A French Jewish mother has won a custody battle in the French courts, against her child's father, a Saudi Prince. The court ordered Prince Sattam al-Saud to give custody of his daughter Aya to her mother, Candice Cohen-Ahnine. The court found in favour of Ahnine, who alleges that the prince kidnapped their daughter and kept her in a royal palace in the Kingdom.
According to the Telegraph
, diplomatic intervention failed to resolve custody of the child who was born in 2001 when the couple were in a relationship. Following their break-up the prince allowed the mother only limited access to their child, within Saudi Arabia.
The French court ruling leaves Prince al-Saud subject to an international arrest warrant. He was also ordered to pay $10,000 per month in child support. However, the ruling has made no difference to the custody situation as in spite of international law, Saudi sharia law takes precedence in the Kingdom.
International Family Law
states that under Saudi law "A foreign parent cannot take her or his children out of Saudi Arabia if the other parent is a Saudi national even if the foreigner has been granted custody rights." This position is reiterated by the U.S. State Department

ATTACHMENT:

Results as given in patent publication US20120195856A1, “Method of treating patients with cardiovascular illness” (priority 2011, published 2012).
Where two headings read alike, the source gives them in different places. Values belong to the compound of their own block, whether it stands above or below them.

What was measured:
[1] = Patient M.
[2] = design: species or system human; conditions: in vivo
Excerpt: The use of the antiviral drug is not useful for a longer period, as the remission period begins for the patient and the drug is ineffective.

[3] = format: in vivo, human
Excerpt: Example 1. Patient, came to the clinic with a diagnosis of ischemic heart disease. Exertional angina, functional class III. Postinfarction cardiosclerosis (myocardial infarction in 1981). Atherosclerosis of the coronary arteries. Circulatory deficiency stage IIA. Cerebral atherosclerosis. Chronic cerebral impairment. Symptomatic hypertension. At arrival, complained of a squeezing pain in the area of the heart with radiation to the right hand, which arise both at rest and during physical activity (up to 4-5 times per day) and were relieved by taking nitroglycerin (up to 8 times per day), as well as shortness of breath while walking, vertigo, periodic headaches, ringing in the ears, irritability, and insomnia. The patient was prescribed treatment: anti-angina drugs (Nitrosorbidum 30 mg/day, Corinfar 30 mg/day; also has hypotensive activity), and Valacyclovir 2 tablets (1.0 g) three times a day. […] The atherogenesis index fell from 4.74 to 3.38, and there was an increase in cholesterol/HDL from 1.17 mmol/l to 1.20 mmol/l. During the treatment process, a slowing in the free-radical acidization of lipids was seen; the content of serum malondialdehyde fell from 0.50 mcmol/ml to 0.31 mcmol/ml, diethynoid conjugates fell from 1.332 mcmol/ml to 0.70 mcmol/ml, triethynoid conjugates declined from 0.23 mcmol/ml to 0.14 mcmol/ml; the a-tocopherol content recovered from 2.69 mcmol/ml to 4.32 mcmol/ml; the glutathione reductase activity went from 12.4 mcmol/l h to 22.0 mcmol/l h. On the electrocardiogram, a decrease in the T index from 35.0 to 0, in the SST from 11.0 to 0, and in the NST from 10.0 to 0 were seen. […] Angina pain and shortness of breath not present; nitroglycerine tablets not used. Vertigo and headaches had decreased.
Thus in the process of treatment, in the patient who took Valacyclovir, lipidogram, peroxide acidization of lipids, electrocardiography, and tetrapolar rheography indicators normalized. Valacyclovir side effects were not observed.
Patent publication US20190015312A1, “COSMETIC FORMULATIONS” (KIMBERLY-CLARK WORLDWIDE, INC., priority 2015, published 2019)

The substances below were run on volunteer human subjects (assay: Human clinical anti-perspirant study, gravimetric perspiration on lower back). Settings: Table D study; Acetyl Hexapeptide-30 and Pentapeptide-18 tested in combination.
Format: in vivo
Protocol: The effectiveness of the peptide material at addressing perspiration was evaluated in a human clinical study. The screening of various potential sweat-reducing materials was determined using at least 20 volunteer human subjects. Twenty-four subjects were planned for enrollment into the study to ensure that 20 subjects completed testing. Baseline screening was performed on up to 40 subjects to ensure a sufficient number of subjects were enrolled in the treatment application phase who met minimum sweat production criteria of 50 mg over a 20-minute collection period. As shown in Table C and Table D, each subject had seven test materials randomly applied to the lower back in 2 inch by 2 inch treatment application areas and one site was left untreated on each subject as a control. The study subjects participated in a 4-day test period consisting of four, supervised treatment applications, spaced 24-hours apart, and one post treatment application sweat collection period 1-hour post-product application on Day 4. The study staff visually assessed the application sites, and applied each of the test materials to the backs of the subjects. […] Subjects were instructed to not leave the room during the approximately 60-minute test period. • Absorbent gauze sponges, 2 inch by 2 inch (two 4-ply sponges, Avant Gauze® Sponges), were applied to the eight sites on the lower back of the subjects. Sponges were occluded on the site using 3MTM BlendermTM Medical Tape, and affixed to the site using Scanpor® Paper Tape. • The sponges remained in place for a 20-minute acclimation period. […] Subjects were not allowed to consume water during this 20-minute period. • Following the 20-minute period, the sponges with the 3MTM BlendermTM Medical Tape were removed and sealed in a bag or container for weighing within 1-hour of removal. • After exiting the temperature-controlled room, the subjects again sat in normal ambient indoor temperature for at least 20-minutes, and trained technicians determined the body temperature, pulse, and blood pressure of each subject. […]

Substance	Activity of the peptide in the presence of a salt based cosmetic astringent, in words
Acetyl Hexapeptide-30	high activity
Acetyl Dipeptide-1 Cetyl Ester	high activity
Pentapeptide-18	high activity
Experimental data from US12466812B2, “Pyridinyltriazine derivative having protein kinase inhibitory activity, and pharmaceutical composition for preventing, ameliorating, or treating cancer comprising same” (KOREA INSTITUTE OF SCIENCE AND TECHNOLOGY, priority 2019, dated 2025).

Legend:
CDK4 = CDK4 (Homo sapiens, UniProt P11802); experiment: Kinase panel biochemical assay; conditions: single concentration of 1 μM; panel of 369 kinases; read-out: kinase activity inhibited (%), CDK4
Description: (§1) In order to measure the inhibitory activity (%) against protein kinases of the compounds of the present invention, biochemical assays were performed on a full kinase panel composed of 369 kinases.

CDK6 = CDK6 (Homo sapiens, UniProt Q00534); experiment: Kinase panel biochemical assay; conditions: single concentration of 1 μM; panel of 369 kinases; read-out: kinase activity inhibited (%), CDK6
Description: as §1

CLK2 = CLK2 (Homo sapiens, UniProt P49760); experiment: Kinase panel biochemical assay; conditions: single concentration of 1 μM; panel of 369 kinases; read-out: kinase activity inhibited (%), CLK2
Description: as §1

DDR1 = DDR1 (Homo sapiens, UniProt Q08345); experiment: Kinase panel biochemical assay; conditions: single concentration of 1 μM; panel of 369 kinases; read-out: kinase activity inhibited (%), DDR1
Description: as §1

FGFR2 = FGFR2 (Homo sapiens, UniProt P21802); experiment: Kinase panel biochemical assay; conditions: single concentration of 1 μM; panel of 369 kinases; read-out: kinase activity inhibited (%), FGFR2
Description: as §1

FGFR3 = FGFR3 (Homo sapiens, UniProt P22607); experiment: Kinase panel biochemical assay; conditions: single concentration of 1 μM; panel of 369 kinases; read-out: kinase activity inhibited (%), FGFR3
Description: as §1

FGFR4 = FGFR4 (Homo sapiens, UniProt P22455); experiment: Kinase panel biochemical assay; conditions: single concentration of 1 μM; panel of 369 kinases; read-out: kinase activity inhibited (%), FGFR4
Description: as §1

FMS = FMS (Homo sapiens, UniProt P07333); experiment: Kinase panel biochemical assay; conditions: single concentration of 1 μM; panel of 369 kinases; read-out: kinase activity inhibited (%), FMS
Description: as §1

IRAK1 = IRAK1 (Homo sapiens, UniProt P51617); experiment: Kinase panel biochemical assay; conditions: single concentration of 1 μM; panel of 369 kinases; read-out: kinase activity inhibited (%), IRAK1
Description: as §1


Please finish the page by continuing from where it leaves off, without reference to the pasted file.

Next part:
which advises "The Kingdom of Saudi Arabia is not a party to the Hague Convention on the Civil Aspects of International Child Abduction." Saudi law always favors a Muslim parent over a non-Muslim parent, and the family members of the father have more rights than a childs mother.
Sharia law explains why it is reported the court ruling has had no effect on Prince Sattam al-Saud, as he is fully compliant with Saudi law whilst his daughter remains in the Kingdom. The prince told the Telegraph that he would challenge the decision of the French court, even though he said "France hasn’t got the right to take her back. She is a Saudi citizen and a princess. They cannot oblige a princess to leave this country.”